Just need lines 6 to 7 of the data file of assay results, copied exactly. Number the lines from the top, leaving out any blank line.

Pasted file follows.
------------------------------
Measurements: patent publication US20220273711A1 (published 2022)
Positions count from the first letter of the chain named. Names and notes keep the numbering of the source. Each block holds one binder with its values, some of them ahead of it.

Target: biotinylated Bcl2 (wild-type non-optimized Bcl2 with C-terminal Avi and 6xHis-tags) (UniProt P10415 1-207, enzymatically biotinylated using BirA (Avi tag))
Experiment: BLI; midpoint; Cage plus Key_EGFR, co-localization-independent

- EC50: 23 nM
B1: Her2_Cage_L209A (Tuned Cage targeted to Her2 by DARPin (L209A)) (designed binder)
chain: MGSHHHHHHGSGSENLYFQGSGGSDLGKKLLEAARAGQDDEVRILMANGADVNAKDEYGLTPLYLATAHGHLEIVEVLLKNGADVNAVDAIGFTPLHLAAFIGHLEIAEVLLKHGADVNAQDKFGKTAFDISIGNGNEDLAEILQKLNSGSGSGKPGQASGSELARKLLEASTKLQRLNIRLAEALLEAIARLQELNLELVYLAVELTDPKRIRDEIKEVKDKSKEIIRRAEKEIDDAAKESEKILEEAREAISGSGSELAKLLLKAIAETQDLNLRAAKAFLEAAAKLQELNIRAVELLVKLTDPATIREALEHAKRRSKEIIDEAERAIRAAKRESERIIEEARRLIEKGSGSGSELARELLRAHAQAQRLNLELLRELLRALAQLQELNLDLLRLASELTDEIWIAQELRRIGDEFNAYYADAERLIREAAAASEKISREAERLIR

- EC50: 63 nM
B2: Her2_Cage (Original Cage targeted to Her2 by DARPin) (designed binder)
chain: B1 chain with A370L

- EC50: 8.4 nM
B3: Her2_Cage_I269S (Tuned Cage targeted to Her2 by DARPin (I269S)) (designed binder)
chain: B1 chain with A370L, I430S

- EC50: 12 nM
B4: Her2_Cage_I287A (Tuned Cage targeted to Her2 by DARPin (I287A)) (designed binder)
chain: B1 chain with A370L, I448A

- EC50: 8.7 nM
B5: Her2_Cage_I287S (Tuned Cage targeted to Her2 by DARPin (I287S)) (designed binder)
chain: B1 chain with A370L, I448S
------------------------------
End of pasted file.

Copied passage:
B1: Her2_Cage_L209A (Tuned Cage targeted to Her2 by DARPin (L209A)) (designed binder)
chain: MGSHHHHHHGSGSENLYFQGSGGSDLGKKLLEAARAGQDDEVRILMANGADVNAKDEYGLTPLYLATAHGHLEIVEVLLKNGADVNAVDAIGFTPLHLAAFIGHLEIAEVLLKHGADVNAQDKFGKTAFDISIGNGNEDLAEILQKLNSGSGSGKPGQASGSELARKLLEASTKLQRLNIRLAEALLEAIARLQELNLELVYLAVELTDPKRIRDEIKEVKDKSKEIIRRAEKEIDDAAKESEKILEEAREAISGSGSELAKLLLKAIAETQDLNLRAAKAFLEAAAKLQELNIRAVELLVKLTDPATIREALEHAKRRSKEIIDEAERAIRAAKRESERIIEEARRLIEKGSGSGSELARELLRAHAQAQRLNLELLRELLRALAQLQELNLDLLRLASELTDEIWIAQELRRIGDEFNAYYADAERLIREAAAASEKISREAERLIR